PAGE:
As a Transitions Life Coach, it’s not surprising to see how big a range of emotional reactions there have been to the upheaval that COVID19 has created on our planet.
It has undoubtedly triggered every survival mechanism we have as humans as we try to make sense of an uncertain world.
But, what’s really been eye-opening to me is the realization of how we are experiencing that crisis at a much deeper emotional level than just a common case of cabin fever.
Yes, we miss our friends, our extended family and our freedom. But, what a lot of us haven’t grasped yet is what’s behind those feelings of unease, displacement and anxiety.
And that is… a perceived loss of identity and purpose.
It’s bad enough when things go south in one aspect of our life, but it’s a humdinger of an experience when ALL aspects of our lives are being ripped out from under us, especially things that create our greatest sense of safety and well-being.
Unfortunately, that’s exactly where we’re at, except it isn’t just happening for a few within the community, it’s happening to everyone.
While intellectually, we know that social isolating and distancing is necessary to control a serious worldwide pandemic, our emotional side is saying ‘no thank you, can I have my life back please?’.
No doubt, we are creatures of habit.
We’re doers. We have schedules. Work, school, errands, travel, social outings. Our society has never been more on the go. Our identities are so engrained in these patterns of life that we’re frankly just coming to realize that we’ve pretty much taken all of it for granted.
So, how do we get that sense of purpose and control back into our lives?
We can’t control the virus or the governmental steps being taken to alleviate it. But, we CAN do things to control our own immediate space on a physical and emotional level.
To do this, you need to consciously and actively create new structure in your life, even if it’s temporary.
How? You can start by getting yourself back on a regular routine.
1) Go to sleep and get up at a regular time.
Often when we're forced to shift out of our normal daily habits, like being laid off from a job, we go into a form of ‘vacation mode’. It might initially feel good not to have to get up to go to work, but your body and mind respond better to structure and consistency during periods of stress. It also increases your ability to focus and develop higher levels of energy to apply towards problem solving and increased self-care, both really good things to have during a crisis.
2) Get plenty of exercise.
The body can go a long way in offsetting the stress that the mind generates by doing consistent exercise. Even if that just means a lot of trips around your neighborhood when you really don’t feel like it, the endorphins your body generates will calm, sooth and relax you. Trust me! You’ll feel much better for the effort!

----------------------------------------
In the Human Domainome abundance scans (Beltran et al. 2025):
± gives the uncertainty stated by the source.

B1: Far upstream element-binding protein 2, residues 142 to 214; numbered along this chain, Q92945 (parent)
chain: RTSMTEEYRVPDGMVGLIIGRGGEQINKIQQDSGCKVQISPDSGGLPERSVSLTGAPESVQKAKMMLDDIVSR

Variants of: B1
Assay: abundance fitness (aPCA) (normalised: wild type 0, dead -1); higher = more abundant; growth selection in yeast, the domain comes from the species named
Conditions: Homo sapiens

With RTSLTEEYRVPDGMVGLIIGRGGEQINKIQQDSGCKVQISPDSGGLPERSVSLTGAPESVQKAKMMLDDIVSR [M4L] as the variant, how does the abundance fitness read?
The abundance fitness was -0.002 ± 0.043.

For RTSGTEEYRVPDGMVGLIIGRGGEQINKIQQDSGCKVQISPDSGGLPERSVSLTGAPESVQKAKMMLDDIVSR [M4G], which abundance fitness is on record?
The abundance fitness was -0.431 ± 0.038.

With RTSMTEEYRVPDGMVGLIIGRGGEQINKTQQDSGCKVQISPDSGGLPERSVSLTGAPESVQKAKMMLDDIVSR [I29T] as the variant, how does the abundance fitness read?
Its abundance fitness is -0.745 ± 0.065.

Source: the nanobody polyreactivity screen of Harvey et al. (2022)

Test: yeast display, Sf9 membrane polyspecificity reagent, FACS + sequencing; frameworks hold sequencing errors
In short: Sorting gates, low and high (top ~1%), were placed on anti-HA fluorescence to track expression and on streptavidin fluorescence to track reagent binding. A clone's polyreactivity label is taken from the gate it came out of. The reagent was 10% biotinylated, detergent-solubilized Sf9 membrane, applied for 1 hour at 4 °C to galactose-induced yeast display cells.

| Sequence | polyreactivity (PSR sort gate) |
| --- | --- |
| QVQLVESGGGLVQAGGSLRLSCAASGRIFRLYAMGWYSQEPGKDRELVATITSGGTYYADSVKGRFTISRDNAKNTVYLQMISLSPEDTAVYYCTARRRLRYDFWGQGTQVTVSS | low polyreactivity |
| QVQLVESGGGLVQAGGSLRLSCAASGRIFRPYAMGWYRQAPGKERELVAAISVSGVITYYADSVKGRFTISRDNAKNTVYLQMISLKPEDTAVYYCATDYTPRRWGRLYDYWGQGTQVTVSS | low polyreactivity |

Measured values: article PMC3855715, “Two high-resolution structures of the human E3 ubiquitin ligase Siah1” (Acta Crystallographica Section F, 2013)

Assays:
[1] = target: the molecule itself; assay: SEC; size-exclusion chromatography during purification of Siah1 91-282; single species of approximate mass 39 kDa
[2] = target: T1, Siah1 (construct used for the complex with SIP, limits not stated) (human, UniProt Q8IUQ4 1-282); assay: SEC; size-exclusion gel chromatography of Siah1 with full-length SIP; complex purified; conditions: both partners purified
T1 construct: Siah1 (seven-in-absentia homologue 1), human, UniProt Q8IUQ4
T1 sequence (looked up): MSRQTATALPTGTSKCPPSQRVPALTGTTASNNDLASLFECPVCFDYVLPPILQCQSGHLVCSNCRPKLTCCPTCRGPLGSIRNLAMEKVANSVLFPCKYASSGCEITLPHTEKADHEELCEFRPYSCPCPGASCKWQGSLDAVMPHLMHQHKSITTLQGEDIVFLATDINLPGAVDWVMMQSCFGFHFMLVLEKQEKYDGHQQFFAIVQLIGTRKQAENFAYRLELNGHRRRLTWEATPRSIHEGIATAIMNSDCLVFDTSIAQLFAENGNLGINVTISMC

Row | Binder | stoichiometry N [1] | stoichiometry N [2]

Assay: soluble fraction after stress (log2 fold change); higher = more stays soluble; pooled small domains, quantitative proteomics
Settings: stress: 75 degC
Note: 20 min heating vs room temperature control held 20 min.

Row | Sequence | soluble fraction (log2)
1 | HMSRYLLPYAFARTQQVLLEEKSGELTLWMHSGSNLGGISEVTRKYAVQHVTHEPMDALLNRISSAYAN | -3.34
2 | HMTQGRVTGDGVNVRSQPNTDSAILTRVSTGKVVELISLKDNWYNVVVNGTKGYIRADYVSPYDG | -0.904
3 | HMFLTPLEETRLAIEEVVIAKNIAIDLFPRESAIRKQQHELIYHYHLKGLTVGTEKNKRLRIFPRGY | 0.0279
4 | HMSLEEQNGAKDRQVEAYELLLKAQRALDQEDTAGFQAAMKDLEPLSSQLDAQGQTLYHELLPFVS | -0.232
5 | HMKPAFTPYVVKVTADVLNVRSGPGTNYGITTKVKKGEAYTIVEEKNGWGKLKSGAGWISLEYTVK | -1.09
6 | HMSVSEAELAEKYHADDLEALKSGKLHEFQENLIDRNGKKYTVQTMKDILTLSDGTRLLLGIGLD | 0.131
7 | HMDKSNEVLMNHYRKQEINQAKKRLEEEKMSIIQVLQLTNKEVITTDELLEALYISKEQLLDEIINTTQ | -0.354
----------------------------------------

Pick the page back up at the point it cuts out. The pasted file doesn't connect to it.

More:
3) Start a new project.
How many times have you wanted to tackle a home or creative project and procrastinated because you just didn’t have the time?
Well, guess what? You have the time! Take on that organizing project in the garage, paint that spare bedroom, fix that squeaky hinge on the front door, start learning a new hobby or resurrect an old one. Whatever it is, I guarantee it will distract you from the world’s woes and create a sense of accomplishment that you will be grateful for when this is all just another memory in the past!
4) Do a Life Assessment
One of the things that constantly being in a frenzied world can do is to foster a sense of disconnect from within ourselves and with others. Under normal situations, we’re just too busy to take the time to sit still and ponder larger life issues.
Part of why we feel out of control in situations like this is that there’s a good chance that over time we’ve lost a true understanding of what it is we want in our lives, what’s working and not working and the quality of our connections to those we love and appreciate. So, take this precious time to sit down and do an informal life assessment.
Ask yourself: What will you do differently once all of this has passed and life returns to the new normal? Were the things in your previous structure truly serving you? Had you become complacent with life around you and operating on auto-pilot?
What personal skills sets could you work on now that would allow you to return stronger, more grounded and “awake” long after COVID19 has come and gone?
Also ask yourself what has become truly meaningful to you in this state of emergency that’s surprised you? I doubt any of us will look at toilet paper again the same way after this experience, right?
Take advantage of this unique opportunity to understand who you are and who you want to be at the end of this challenge, because change will always find us. It’s where we do our best growing and evolving.
We will survive this and we will learn from it, hopefully even be the better for it!
Stay safe! Stay healthy!
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